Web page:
1. This appeal is directed against an order by which the Court of Appeal below, in concurrence with the Court of first instance, has set aside an execution sale. A preliminary objection has been taken to the hearing of the appeal on the ground that it is barred under the provisions of Section 102 of the Code of Civil Procedure, 1908. That section provides that no second appeal shall lie in any suit of the nature cognizable by a Court of Small Causes when the amount or value of the subject-matter of the original suit does not exceed five hundred rupees. In the case before us, the decree under execution was made in a suit of which the value was less than Rs. 500. Consequently, if Section 102 is applicable, the second appeal is incompetent. The learned Vakil for the appellant decree-holder has, however, contended, upon the authority of the decision of this Court in the cases of Chand Monee Dasya v. Santo Monee Dasya 24 C. 707 : 1 C.W.N. 534; Nemai Chand Kanji v. Deno Nath Kanji 2 C.W.N. 691; Hira Lal v. Chundra Kanto 26 C. 539 : 3 C.W.N. 403 and Bhuban Mohan v. Munda Lal dey 3 C.W.N. 399 : 26 C. 324 that a second appeal is allowed by the law, because the order of the Court of first instance was made under Section 47 of the Code of 1908 and determined whether the appellant was the representative of the original decree-holder and whether it was competent to him to execute the decree. The cases relied upon, however, are clearly distinguishable. They merely affirm the proposition that when the Court of first instance has decided a question which arises between the parties to the suit or their representatives-in-interest, and such question relates to the execution, discharge or satisfaction of the decree, the order is one under Section 47 of the Code, and is, consequently, a decree subject to the provisions for appeal. But it does not appear that in any of these cases, the decree was obtained in a suit in which the claim was valued at less than Rs. 500 and the nature of the suit was such as to make it cognizable by a Court of Small Causes. On the other hand, the cases of Lala Kandha Pershad v. Lal Behari Lal 25 C. 872 : Shyama Charan Mitter v. Debendra Nath Mukerjee 27 C. 484 : 4 C.W.N. 269; Din Dayal v. Patrakhan 18 A. 481 : A.W.N. (1896) 160; Narayan Permanand v. Nagindas Bhaidas 30 B. 113 : 7 Bom. L.R. 641 and Mavula Ammal v. Mavula Maracoir 30 M. 212 : 17 M.L.J. 376; conclusively show that a second appeal is not allowed in cases of this description. As was pointed out by this Court in the case of Anund Chunder v. Sidhy Gopal 8 W.R. 112 the term 'suit' is not used in a restricted sense; it includes not merely the proceedings in the suit up to the stage of decree but comprehends also the proceedings in execution of the decree. We are not prepared to deviate from this view which has been adopted in the cases mentioned as also in Sri Bullov v. Baburam Chattopadhya 11 C. 169. But the learned Vakil for the appellant has suggested that although the term 'suit' may be comprehensive enough to include proceedings in execution of the decree made therein, yet in the case before us, that principle has no application, because here the judgment-debtor seeks to prevent the confirmation of the sale which has taken place, and which, but for his objection, would be confirmed in due course. In our opinion, the distinction upon which reliance is placed is without any substance; execution cannot be completed till the sale has been confirmed, and the result of the orders of the Court below has been to set aside the sale so as to render it inevitable for the decree-holder, if the decree had not been satisfied, to take out execution afresh. Under these circumstances, it cannot be contended that the order in controversy is not an order in a proceeding in execution of a decree and thus an order in the 'suit'. We are, therefore, of opinion, both upon principle and upon the authorities mentioned, that the present appeal is incompetent. We may add that one of the questions decided by the Court below relates to the status of the appellant, namely, whether he could rightfully claim to be the representative of the original decree-holder. That is, at any rate, clearly a question for decision in the course of execution proceedings.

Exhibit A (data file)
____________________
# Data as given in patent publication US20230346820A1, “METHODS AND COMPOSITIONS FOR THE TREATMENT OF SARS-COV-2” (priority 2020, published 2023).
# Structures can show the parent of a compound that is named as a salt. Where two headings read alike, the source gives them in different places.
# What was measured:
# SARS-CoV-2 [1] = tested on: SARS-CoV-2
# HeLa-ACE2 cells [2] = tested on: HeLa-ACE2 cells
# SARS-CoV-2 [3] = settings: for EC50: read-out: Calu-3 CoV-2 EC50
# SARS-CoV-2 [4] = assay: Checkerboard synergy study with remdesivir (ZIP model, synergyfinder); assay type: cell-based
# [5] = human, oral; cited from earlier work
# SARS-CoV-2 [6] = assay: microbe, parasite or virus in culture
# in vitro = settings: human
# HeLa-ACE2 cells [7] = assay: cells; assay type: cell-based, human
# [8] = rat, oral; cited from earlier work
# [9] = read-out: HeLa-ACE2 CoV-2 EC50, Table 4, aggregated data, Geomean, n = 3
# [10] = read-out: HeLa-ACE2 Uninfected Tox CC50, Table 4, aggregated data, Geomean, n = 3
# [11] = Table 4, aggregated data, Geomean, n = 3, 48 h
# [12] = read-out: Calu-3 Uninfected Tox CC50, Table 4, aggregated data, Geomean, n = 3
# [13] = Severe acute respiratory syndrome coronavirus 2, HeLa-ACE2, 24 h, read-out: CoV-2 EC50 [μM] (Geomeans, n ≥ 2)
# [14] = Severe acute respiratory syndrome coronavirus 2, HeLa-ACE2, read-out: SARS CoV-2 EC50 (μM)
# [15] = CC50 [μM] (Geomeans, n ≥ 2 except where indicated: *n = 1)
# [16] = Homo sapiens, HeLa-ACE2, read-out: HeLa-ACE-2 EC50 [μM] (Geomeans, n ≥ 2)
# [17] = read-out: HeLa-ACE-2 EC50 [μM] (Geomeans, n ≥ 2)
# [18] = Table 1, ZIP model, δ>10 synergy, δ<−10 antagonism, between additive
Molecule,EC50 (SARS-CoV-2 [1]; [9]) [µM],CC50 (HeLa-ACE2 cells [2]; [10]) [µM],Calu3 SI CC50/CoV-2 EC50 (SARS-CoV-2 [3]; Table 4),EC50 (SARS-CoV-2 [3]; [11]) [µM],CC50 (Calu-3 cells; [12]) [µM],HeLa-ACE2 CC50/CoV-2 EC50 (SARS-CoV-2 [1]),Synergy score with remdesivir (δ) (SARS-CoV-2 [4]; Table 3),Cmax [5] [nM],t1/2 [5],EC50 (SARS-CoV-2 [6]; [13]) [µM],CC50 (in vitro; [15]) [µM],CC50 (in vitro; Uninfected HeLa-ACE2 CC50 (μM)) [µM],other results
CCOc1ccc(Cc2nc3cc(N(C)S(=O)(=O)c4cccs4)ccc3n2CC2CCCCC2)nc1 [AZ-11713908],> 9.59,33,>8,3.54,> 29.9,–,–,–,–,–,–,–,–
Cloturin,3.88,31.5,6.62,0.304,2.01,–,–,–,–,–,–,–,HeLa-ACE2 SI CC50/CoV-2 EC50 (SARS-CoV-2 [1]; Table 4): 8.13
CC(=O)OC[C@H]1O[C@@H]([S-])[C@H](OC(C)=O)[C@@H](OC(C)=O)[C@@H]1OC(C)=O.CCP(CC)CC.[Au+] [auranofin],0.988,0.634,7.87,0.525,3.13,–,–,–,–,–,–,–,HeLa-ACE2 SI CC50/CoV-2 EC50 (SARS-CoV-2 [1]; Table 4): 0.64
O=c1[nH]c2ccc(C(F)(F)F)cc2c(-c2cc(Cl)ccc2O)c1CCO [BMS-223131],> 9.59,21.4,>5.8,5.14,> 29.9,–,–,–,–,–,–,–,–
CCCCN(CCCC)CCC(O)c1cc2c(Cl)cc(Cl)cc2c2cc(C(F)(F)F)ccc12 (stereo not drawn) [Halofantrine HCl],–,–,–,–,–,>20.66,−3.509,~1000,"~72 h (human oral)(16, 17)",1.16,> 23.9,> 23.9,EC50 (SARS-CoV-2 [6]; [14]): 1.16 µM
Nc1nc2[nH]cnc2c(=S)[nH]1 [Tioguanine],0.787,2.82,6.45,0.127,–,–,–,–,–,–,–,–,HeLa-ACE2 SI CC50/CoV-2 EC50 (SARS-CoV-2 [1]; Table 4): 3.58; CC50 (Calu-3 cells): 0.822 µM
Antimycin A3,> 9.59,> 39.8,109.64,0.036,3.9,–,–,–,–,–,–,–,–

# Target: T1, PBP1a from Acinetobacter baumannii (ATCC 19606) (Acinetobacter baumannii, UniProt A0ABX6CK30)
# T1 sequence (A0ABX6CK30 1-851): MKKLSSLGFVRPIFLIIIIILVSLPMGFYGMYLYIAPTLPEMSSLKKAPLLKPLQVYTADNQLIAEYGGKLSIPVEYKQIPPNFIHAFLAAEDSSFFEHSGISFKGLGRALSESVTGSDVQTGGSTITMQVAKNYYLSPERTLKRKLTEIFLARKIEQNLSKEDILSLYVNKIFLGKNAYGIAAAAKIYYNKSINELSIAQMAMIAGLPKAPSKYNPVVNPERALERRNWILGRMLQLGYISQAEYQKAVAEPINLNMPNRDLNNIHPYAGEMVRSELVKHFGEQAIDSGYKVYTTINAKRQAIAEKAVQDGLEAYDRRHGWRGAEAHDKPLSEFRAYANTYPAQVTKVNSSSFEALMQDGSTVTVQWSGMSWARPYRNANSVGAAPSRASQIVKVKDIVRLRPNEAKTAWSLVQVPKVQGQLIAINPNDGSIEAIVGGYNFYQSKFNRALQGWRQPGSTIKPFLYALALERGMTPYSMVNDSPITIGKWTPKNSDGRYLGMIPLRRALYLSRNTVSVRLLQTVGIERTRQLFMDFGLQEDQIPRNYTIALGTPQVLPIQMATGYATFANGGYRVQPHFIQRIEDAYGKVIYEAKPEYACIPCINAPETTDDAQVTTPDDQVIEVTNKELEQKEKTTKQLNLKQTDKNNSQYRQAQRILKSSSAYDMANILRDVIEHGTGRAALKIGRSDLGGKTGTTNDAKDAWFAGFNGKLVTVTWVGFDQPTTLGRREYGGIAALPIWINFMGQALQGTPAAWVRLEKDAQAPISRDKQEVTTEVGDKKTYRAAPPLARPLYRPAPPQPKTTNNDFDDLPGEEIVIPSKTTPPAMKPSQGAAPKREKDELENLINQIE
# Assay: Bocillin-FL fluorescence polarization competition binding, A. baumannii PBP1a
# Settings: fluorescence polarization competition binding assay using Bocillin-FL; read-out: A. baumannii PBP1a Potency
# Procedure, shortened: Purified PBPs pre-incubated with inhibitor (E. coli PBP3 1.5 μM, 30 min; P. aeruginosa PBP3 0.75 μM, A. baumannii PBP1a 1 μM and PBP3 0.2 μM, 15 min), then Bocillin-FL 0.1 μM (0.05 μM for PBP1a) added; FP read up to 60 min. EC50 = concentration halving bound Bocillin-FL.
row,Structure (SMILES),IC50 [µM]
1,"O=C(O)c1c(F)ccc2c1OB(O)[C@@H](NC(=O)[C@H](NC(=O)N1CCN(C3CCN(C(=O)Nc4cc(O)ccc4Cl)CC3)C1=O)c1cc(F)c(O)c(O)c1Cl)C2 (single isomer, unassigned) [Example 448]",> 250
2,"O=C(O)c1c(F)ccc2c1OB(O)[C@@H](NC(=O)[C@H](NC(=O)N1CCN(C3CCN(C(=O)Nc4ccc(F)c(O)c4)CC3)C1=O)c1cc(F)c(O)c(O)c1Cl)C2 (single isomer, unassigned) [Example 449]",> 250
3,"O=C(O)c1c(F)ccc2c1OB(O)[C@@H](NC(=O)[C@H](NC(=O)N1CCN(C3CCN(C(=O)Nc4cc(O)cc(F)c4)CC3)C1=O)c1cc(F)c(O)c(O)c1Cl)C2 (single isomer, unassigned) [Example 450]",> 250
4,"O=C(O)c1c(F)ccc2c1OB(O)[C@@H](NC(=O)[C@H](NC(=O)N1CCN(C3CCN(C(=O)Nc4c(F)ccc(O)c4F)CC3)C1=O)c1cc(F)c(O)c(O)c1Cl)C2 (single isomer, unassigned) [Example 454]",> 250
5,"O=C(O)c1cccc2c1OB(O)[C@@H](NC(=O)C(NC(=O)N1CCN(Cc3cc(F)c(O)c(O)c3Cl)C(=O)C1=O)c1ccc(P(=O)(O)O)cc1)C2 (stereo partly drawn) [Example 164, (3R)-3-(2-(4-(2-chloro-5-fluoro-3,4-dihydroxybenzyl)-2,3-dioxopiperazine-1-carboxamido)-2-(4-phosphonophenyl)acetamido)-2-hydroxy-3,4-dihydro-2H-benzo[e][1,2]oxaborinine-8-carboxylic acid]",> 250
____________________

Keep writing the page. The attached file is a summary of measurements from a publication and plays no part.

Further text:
2. The result, therefore, is that this appeal is dismissed with costs. We assess the hearing fee at one gold mohur.